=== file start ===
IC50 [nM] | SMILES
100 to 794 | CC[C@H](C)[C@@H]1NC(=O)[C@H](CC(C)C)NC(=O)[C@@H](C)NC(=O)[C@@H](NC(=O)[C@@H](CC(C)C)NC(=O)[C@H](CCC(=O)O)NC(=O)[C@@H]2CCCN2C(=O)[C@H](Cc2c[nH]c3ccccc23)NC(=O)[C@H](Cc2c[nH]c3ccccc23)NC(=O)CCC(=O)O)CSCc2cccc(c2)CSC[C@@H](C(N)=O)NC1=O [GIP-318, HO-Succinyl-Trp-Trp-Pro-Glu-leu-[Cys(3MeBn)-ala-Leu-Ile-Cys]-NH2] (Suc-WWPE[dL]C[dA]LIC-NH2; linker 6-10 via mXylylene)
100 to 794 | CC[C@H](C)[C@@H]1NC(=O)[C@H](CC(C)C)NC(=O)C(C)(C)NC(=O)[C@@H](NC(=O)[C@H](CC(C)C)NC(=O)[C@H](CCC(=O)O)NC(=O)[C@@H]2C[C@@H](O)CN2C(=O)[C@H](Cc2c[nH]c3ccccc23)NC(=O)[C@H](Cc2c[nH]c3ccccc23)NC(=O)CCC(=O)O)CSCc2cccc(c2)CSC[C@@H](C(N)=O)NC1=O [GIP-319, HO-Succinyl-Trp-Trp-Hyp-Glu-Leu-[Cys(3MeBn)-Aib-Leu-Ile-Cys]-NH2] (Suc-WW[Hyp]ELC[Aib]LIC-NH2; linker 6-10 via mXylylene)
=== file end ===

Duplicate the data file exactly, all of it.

IC50 [nM] | SMILES
100 to 794 | CC[C@H](C)[C@@H]1NC(=O)[C@H](CC(C)C)NC(=O)[C@@H](C)NC(=O)[C@@H](NC(=O)[C@@H](CC(C)C)NC(=O)[C@H](CCC(=O)O)NC(=O)[C@@H]2CCCN2C(=O)[C@H](Cc2c[nH]c3ccccc23)NC(=O)[C@H](Cc2c[nH]c3ccccc23)NC(=O)CCC(=O)O)CSCc2cccc(c2)CSC[C@@H](C(N)=O)NC1=O [GIP-318, HO-Succinyl-Trp-Trp-Pro-Glu-leu-[Cys(3MeBn)-ala-Leu-Ile-Cys]-NH2] (Suc-WWPE[dL]C[dA]LIC-NH2; linker 6-10 via mXylylene)
100 to 794 | CC[C@H](C)[C@@H]1NC(=O)[C@H](CC(C)C)NC(=O)C(C)(C)NC(=O)[C@@H](NC(=O)[C@H](CC(C)C)NC(=O)[C@H](CCC(=O)O)NC(=O)[C@@H]2C[C@@H](O)CN2C(=O)[C@H](Cc2c[nH]c3ccccc23)NC(=O)[C@H](Cc2c[nH]c3ccccc23)NC(=O)CCC(=O)O)CSCc2cccc(c2)CSC[C@@H](C(N)=O)NC1=O [GIP-319, HO-Succinyl-Trp-Trp-Hyp-Glu-Leu-[Cys(3MeBn)-Aib-Leu-Ile-Cys]-NH2] (Suc-WW[Hyp]ELC[Aib]LIC-NH2; linker 6-10 via mXylylene)